Grenadine syrup is, along with mint, the most popular of drink syrups in France, but it is far from the only
one. Try one of the wonderful flavors described here and quench your thirst in the French way.
The French have been concocting and drinking an incredible variety of drink syrups (sirops) for
hundreds of years, and each one is an invitation to enjoy a new taste. After mixing in water, it is claimed
that 380 million gallons of syrup drinks are consumed each year in France.
When we go out for a drink and the kids are along (it's ok for the kids to be in the bar with you
in France) they often get a grenadine mixed with water. For a long time I thought grenadine syrup was made
from pomegranate juice, but apparently this is just a popular myth started by sailors who were longing for
the exotic fruit they had tasted on the Grenadine islands.
In French, grenadine means pomegranate, but the modern syrup is actually a mixture of red fruit (typically
raspberry, red and black currant, and elderberry), vanilla, and lemon flavorings. Here are a few drinks made with grenadine syrup in France:
Bébé Rose (Pink Baby) - Milk with grenadine.
Tango - Grenadine and beer.
Tomate (Tomato) - Pastis with grenadine.
Orgeat syrup is perhaps one of the stranger of drink syrups popular in France. It was originally made form
barley (its name comes from the French word for barley: orge), but these days it is made from almonds, sugar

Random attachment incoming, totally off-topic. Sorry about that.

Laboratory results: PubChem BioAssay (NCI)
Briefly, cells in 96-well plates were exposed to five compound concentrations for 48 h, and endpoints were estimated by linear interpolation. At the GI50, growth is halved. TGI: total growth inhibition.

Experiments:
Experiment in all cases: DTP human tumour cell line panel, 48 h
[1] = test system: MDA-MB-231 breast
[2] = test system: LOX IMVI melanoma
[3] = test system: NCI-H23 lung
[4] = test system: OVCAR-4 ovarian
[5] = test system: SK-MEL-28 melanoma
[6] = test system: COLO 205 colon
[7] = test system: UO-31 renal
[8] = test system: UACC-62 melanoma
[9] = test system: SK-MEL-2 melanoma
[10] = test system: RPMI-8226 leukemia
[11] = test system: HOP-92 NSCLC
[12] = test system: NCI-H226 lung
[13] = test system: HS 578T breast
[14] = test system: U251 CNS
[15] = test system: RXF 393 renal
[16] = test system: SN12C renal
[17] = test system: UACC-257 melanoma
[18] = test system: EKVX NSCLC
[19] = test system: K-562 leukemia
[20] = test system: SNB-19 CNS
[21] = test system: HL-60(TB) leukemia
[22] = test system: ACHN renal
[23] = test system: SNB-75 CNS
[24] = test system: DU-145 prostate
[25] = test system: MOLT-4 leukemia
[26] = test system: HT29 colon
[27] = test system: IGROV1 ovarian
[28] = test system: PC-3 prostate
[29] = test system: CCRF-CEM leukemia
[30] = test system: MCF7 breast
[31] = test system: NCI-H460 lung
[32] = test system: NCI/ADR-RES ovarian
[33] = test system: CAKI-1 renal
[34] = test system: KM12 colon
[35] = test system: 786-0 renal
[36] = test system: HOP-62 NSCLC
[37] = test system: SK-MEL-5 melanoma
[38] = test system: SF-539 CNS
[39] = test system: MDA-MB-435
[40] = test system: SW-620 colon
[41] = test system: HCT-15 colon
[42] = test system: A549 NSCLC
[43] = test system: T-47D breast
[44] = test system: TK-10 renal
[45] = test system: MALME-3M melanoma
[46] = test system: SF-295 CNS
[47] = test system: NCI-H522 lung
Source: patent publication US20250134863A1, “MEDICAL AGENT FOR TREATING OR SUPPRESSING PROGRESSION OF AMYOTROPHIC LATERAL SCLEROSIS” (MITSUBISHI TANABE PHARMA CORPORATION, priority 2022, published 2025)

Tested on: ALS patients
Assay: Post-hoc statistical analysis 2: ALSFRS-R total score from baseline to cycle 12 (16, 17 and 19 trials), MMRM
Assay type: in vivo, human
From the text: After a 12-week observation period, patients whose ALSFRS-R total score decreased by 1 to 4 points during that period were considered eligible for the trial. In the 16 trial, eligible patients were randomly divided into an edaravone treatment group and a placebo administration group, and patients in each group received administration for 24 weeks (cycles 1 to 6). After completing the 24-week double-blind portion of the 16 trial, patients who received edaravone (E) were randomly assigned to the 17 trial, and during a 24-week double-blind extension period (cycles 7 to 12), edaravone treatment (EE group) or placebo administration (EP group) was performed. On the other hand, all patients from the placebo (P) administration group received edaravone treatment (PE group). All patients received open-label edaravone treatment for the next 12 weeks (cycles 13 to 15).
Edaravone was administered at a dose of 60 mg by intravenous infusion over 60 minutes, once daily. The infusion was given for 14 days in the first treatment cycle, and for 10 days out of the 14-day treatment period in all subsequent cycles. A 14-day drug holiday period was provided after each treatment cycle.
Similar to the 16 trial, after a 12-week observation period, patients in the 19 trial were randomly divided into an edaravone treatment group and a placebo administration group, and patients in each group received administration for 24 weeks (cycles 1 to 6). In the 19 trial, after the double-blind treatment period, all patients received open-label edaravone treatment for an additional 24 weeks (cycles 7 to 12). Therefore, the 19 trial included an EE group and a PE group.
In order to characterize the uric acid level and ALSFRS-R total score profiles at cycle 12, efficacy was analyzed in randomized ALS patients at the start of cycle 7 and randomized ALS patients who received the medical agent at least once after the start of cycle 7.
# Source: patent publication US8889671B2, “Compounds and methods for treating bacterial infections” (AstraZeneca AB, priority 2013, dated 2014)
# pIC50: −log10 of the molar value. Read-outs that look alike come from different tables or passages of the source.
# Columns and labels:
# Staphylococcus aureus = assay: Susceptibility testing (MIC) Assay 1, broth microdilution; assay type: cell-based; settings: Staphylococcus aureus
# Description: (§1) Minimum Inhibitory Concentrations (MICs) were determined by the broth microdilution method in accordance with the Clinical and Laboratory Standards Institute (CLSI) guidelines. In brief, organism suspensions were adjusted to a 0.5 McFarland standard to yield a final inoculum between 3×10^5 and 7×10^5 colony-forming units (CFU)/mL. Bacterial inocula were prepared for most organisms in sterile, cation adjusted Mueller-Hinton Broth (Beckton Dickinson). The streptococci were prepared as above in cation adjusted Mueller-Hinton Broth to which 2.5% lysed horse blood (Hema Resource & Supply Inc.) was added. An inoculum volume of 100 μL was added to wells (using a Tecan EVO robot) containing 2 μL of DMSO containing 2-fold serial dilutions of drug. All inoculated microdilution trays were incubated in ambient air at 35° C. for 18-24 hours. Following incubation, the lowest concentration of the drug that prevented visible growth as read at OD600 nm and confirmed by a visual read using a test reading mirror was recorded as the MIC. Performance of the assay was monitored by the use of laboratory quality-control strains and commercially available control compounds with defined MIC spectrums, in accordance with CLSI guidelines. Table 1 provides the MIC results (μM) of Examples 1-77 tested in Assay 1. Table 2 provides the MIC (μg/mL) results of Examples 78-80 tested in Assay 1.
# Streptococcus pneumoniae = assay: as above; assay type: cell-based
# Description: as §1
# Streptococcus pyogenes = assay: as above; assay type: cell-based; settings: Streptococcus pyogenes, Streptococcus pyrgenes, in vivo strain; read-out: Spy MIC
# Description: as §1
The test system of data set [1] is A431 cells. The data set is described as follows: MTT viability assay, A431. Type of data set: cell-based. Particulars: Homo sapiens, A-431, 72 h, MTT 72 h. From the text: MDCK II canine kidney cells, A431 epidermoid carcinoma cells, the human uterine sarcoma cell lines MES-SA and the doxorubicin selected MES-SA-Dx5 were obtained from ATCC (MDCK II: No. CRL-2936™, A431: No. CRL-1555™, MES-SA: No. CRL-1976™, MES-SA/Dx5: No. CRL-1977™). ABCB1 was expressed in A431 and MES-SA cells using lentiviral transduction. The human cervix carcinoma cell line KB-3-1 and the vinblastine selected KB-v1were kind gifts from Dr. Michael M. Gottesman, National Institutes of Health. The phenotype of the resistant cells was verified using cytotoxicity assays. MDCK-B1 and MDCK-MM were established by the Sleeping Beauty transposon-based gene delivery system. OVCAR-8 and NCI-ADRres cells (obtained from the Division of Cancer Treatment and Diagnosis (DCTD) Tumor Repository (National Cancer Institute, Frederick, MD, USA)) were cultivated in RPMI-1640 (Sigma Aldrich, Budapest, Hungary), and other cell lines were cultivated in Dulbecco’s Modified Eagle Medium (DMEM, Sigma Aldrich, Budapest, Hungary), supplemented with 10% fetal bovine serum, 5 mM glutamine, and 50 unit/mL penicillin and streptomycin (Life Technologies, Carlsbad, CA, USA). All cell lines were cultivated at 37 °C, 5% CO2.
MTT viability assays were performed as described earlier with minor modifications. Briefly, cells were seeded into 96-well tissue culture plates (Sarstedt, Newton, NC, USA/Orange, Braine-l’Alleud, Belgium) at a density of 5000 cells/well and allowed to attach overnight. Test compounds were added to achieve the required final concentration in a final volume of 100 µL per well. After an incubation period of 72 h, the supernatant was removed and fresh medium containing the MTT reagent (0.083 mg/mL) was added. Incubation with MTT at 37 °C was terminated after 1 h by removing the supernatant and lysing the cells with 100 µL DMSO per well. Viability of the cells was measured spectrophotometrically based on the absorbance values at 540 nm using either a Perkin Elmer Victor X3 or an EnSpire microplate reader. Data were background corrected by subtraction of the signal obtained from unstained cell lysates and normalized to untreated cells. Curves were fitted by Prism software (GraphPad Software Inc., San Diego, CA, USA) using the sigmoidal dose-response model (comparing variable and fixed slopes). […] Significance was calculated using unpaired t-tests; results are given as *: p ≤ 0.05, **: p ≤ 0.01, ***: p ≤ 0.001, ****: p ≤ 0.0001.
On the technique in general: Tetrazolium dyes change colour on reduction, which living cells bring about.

and rose or orange flower water.
People do make it at home, but I think mostly they buy orgeat already made.
It can be used to flavor cocktails but is also mixed with plain water or lemonade for a refreshing summer drink.
Mint Syrup is also very popular in France, and I'm sure you've seen people sipping a bright green drink if
you've ever had a look around a French café on a warm summer afternoon. Just like grenadine, there are a
number of popular combinations using mint syrup in France:
Diablo (Devil) - Mint syrup mixed with lemonade
Perroquet (Parrot) - Mint syrup mixed with Pastis
Flavors a go-go! Here's just a few of the myriad of syrup flavors you can find in France:
I almost forgot black currant syrup, known as cassis here. That would have been unpardonable as my son is loopy for the stuff.
And even flower flavors:
I recently triedMonin Natural Violet Syrup, just a small amount in a glass of cold water, and was surprised by how much I liked it. You can find other flower syrups including: rose, jasmine and lavender.
The fabrication of drink syrups in France is strictly controlled by a couple of laws dictating the minimum amount of fruit (10 percent for most fruits, and 7 percent for citrus fruits) and the minimum amount of sugar they can contain (55 percent or 50 percent for citrus flavors). They are made by concentrating the fruit juice through evaporation and than mixing it with a sugar syrup.
A good drink syrup doesn't contain artificial coloring (although mint syrup is usually tinted a violent green), but most depend upon flavorings other than just fruit to give the syrup enough concentrated taste. These days there are quite a few high-quality, artisanal syrups and you can even find sugar free and organic drink syrups.
According to most syrup packaging, you should mix it with seven parts water to one part syrup. It's really a question of taste however. I like just a teaspoon or so in a glass of water. This adds just a hint of flavor and not too much sweet. Needless to say, my kids like a whole lot more!
You can use these syrups as flavoring on yogurt or ice cream and even in recipes.
A one liter bottle of drink syrup replaces eight liter bottles of soda pop or another drink. That's a considerable savings in transport and plastic bottles for the environment to deal with. In addition, the bottles of drink syrup, either in metal or glass, are recyclable in France. I like the fact too that it makes a whole lot less liquid to lug home from the grocery store!